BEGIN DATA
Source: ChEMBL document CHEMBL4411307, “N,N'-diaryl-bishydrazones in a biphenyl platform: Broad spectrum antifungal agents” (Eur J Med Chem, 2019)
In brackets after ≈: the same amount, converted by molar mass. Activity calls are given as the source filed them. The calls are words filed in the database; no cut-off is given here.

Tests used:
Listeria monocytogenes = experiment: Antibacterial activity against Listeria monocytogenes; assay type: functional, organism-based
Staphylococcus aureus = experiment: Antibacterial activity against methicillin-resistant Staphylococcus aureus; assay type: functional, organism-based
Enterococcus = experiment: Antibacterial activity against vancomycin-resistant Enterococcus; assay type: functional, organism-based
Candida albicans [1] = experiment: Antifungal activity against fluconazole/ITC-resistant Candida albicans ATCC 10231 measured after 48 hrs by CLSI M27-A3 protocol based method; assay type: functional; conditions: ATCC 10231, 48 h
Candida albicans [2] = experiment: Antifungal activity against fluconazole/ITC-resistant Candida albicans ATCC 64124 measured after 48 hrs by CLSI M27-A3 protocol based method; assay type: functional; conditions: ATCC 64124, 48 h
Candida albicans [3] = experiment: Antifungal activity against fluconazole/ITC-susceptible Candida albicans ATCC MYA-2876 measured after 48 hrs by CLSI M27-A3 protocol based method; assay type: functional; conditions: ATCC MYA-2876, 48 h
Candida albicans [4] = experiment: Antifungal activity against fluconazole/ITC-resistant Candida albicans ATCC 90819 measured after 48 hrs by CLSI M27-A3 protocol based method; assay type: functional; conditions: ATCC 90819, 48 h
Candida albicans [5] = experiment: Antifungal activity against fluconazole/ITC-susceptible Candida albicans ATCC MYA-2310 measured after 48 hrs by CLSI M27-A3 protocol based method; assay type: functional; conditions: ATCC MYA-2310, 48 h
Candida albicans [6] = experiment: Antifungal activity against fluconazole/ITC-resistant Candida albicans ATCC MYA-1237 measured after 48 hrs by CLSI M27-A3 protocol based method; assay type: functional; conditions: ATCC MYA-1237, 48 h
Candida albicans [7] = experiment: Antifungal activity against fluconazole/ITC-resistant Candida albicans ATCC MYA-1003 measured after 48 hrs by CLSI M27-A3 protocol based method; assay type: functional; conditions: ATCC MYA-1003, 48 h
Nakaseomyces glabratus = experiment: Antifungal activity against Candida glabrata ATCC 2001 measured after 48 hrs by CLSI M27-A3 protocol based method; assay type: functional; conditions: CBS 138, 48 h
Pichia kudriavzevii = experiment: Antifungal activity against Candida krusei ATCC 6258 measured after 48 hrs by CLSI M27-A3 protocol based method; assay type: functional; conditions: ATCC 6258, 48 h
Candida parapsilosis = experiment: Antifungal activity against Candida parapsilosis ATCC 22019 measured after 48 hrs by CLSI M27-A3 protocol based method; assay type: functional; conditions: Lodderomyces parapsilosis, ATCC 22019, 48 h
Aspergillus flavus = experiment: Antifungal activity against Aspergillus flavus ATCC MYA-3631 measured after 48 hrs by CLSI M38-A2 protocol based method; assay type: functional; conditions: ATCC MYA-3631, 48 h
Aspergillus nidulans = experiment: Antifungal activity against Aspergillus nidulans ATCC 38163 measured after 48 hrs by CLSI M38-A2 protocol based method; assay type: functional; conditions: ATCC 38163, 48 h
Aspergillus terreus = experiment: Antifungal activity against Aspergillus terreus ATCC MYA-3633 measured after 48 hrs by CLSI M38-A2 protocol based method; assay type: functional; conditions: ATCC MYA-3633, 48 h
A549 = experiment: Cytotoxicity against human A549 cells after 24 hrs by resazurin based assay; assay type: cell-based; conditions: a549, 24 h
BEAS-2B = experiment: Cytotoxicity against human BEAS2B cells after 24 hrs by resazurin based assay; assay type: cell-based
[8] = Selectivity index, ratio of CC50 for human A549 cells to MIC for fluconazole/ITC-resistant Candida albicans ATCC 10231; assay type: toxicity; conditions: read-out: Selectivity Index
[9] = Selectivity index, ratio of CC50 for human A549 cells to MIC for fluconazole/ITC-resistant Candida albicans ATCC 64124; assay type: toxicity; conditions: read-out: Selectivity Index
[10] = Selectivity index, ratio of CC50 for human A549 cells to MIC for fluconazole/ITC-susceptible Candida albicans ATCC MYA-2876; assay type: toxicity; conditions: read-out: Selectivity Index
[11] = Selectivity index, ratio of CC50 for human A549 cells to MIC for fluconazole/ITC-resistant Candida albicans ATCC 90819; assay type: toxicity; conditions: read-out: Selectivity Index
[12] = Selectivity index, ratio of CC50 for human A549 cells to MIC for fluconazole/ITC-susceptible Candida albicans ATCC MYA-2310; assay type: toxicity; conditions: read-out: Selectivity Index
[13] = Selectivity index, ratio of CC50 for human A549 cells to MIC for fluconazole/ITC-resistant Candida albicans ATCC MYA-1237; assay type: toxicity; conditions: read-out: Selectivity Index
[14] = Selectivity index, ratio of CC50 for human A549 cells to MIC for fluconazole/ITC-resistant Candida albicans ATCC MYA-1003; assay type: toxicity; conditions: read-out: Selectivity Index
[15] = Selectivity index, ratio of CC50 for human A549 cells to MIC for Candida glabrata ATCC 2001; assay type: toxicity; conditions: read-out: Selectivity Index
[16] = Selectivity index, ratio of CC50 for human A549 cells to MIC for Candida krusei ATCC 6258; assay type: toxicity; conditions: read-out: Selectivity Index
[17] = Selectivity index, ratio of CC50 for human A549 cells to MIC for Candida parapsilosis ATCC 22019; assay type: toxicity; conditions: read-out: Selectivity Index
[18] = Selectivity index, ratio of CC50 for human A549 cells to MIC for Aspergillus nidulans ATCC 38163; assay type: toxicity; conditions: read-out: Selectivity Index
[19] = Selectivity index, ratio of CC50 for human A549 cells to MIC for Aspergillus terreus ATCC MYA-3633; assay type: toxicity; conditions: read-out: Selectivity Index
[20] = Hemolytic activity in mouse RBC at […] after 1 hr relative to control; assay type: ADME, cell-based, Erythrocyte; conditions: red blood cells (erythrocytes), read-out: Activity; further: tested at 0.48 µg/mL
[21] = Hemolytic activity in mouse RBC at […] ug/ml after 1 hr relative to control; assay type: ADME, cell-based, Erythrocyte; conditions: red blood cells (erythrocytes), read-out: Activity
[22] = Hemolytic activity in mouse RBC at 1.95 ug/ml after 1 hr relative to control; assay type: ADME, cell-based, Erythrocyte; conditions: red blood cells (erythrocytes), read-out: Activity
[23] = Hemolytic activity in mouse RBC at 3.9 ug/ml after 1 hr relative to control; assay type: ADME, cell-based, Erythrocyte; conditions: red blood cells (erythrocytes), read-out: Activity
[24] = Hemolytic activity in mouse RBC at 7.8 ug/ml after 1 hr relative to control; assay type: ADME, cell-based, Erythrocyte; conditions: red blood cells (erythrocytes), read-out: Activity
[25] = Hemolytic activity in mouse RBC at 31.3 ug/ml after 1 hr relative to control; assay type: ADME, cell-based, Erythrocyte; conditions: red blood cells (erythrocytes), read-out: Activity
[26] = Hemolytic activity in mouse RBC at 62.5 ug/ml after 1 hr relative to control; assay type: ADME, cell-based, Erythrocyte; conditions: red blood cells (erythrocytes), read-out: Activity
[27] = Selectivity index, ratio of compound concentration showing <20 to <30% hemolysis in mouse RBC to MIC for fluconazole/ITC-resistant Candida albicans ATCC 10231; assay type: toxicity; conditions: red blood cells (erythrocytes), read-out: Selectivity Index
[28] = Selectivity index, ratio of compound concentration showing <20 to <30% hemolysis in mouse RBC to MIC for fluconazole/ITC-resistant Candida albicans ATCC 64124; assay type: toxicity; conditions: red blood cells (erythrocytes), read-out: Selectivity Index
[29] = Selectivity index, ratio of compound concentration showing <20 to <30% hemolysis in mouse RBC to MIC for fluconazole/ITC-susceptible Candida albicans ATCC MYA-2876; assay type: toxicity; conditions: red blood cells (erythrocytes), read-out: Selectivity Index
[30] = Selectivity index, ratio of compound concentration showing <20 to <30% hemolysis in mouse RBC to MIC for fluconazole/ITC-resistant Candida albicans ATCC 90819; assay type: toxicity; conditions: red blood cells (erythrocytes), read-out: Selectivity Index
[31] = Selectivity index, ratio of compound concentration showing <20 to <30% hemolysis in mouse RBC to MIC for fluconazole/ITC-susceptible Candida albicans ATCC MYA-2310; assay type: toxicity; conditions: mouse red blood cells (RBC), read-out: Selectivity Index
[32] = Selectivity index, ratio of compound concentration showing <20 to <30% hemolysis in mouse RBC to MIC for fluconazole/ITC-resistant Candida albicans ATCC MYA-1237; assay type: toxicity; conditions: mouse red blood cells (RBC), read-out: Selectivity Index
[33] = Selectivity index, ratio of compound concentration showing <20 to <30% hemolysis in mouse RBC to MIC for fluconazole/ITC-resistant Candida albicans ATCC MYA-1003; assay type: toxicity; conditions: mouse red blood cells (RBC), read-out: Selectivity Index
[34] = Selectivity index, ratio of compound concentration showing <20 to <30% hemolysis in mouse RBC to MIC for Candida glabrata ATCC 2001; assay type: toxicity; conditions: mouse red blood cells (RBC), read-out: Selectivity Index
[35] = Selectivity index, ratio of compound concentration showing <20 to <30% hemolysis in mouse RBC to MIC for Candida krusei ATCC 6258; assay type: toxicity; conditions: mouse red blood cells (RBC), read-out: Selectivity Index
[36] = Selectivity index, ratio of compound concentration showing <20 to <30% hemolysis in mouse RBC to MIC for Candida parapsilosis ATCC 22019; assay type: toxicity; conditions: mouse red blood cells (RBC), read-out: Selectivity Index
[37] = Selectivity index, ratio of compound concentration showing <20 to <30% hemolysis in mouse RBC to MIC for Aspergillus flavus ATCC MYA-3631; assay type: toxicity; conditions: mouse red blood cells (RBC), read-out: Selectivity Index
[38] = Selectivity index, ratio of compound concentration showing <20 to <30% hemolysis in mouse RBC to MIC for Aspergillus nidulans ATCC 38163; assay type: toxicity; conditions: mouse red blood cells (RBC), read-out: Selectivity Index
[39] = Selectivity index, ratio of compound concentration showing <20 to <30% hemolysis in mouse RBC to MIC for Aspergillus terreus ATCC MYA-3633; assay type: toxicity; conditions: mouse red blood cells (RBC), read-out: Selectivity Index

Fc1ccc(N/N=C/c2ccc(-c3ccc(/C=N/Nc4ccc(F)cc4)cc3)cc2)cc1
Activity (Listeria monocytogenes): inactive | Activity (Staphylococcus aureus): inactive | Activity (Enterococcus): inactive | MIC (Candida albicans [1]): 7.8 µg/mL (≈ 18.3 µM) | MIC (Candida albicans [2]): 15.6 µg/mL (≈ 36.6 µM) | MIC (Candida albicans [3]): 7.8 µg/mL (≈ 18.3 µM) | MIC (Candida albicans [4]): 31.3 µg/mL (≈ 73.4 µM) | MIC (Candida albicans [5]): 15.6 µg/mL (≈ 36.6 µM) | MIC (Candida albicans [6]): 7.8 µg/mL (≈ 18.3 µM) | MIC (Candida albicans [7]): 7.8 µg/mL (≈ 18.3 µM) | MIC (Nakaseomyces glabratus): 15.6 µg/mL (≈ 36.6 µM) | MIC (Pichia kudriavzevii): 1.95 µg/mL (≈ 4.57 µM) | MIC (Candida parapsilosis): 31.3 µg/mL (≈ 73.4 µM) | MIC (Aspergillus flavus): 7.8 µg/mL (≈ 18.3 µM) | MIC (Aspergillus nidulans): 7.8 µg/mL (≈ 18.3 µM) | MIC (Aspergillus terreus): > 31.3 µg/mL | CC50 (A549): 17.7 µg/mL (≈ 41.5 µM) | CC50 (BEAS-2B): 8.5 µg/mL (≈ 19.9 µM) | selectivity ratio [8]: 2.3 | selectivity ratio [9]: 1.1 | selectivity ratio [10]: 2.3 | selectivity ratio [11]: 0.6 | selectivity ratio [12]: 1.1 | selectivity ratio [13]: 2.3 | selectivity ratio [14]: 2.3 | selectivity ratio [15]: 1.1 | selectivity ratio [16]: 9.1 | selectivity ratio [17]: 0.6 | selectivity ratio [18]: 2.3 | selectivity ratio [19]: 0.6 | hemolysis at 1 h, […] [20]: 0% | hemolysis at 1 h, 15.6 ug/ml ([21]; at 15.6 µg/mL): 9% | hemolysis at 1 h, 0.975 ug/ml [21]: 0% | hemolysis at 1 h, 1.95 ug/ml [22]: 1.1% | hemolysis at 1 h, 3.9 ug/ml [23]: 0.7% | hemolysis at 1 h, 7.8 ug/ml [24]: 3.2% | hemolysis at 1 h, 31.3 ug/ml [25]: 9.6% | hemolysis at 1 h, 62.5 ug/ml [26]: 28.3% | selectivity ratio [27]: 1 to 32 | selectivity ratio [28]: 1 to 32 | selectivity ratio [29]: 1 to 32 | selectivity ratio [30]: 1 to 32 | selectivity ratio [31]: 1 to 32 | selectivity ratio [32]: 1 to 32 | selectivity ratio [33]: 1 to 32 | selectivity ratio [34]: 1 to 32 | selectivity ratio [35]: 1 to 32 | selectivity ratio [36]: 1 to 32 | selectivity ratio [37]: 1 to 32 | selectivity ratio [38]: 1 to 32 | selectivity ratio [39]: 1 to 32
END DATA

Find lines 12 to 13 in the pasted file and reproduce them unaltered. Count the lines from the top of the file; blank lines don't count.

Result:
Candida albicans [6] = experiment: Antifungal activity against fluconazole/ITC-resistant Candida albicans ATCC MYA-1237 measured after 48 hrs by CLSI M27-A3 protocol based method; assay type: functional; conditions: ATCC MYA-1237, 48 h
Candida albicans [7] = experiment: Antifungal activity against fluconazole/ITC-resistant Candida albicans ATCC MYA-1003 measured after 48 hrs by CLSI M27-A3 protocol based method; assay type: functional; conditions: ATCC MYA-1003, 48 h